The Royal Academy of Arts will present a landmark exhibition of the Honorary Royal Academician, Ai Weiwei. Although Ai is one of China’s leading contemporary artists, his work has not been seen extensively in Britain and the Royal Academy will present the first major institutional survey of his artistic output. The exhibition will include significant works from 1993 onwards, the date that marks Ai Weiwei’s return to China following more than a decade living in New York. Ai Weiwei has created new, site-specific installations and interventions throughout the Royal Academy’s spaces.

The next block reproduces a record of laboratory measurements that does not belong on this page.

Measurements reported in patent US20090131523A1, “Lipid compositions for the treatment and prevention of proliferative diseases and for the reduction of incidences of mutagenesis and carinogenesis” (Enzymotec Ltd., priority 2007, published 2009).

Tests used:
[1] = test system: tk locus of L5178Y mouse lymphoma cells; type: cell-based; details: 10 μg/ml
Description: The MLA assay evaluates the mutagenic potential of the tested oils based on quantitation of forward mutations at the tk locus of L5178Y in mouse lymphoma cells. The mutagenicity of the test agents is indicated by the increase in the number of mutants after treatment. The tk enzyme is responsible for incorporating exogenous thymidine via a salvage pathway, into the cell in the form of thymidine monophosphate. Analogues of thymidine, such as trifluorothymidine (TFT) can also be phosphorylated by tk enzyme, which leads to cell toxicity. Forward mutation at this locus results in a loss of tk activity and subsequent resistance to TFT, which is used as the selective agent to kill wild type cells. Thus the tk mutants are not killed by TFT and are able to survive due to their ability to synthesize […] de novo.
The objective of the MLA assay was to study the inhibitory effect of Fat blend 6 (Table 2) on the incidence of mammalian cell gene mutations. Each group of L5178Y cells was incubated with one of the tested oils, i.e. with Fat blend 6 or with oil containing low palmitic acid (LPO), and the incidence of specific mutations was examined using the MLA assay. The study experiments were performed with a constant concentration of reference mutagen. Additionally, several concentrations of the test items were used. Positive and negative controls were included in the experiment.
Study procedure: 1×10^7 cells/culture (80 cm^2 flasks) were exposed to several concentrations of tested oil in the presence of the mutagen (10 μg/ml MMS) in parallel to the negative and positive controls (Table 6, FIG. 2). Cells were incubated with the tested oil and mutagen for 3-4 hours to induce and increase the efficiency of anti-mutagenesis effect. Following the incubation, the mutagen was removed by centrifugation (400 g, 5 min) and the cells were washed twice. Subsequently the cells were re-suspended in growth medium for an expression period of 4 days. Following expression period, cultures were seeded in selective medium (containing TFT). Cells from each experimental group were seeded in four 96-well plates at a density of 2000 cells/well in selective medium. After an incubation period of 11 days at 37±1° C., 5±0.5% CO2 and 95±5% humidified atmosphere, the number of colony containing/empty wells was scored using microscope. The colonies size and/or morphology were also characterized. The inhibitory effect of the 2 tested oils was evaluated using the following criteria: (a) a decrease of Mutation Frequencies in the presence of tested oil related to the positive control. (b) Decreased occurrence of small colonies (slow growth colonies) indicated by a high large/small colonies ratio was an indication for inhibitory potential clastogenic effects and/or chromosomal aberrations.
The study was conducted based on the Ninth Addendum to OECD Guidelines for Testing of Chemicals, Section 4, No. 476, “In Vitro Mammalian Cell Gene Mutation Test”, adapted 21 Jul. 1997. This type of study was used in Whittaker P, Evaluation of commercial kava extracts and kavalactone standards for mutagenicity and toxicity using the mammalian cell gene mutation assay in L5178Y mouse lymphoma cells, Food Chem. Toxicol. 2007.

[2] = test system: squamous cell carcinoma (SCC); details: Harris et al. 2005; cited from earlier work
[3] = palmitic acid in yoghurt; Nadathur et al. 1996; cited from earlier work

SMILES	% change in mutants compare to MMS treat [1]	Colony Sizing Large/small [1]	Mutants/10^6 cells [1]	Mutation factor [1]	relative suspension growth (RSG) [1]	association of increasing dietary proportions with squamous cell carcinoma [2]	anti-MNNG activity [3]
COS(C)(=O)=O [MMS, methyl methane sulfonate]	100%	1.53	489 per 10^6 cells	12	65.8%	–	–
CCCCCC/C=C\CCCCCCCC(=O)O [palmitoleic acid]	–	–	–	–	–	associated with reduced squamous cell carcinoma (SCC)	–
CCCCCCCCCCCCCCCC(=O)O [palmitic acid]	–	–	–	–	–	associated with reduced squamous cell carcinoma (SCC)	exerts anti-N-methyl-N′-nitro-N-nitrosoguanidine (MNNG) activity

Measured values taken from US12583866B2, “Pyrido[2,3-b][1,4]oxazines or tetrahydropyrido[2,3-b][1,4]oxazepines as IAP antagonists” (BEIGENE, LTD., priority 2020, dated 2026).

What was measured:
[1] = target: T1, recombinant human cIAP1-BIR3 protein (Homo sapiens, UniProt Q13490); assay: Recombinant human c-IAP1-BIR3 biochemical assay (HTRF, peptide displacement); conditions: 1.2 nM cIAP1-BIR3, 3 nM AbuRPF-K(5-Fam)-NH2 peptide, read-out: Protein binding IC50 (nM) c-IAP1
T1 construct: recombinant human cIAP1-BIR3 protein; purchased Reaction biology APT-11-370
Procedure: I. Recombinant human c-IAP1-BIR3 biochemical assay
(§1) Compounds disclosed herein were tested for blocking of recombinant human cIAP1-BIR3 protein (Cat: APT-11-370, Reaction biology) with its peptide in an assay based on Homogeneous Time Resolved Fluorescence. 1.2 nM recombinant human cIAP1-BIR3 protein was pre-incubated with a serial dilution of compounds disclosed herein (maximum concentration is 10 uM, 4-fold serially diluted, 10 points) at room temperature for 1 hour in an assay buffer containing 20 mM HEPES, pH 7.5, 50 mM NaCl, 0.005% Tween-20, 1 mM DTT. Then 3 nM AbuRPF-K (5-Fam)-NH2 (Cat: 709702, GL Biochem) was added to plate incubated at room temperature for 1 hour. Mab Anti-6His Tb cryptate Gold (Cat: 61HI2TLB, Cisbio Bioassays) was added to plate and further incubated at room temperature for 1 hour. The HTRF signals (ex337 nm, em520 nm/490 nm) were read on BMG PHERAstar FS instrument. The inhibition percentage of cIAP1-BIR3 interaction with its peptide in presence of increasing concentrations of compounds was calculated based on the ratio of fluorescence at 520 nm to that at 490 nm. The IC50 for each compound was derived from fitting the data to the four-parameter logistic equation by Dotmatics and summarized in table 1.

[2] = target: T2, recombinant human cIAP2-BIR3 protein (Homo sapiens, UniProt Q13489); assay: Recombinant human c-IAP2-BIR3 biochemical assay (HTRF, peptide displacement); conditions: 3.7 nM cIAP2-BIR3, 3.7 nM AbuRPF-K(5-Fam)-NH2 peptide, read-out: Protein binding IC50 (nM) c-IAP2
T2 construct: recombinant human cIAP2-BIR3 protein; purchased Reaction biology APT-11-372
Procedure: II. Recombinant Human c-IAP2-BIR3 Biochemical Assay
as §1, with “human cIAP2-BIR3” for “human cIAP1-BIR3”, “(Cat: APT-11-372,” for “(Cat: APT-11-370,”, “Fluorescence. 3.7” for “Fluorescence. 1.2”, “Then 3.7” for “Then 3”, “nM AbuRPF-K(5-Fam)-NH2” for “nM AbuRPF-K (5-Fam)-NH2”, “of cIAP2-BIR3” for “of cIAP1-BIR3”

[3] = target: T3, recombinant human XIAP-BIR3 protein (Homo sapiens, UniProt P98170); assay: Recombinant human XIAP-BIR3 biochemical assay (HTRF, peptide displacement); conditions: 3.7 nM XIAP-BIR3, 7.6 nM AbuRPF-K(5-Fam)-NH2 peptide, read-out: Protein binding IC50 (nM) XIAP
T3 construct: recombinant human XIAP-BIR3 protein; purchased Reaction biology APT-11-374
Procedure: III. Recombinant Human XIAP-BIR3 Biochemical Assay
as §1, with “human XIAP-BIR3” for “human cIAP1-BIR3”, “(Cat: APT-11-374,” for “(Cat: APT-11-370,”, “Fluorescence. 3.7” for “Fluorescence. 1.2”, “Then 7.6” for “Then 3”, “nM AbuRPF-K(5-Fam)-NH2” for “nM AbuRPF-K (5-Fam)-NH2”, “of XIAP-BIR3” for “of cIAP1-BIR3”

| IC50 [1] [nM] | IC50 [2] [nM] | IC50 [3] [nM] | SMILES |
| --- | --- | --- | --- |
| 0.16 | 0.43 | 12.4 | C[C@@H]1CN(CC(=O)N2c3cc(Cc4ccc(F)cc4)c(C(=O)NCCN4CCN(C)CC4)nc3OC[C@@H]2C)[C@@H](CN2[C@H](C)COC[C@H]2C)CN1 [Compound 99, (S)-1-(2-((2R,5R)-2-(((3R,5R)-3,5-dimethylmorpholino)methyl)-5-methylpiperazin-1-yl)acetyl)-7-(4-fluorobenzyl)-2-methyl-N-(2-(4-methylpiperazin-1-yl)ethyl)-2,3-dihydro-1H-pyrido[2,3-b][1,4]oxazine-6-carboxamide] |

On his return to China in 1993, Ai began to work in a direction that was both embedded in Chinese culture and reflected the exposure he had had to Western art during his twelve year sojourn in the US. Citing Duchamp as ‘the most, if not the only, influential figure’ in his art practice, Ai continues to engage with creative tensions between complex art histories, conceiving works with multiple readings in the process. To this end he employs traditional materials and interventions with historic objects throughout his work from Neolithic vases (5000-3000 BCE) to Qing dynasty (1644-1911) architectural components and furniture. By creating new objects from old, Ai challenges conventions of value and authenticity in modern-day China. These artworks include Table and Pillar, 2002, from his Furniture series, and Coloured Vases, 2015.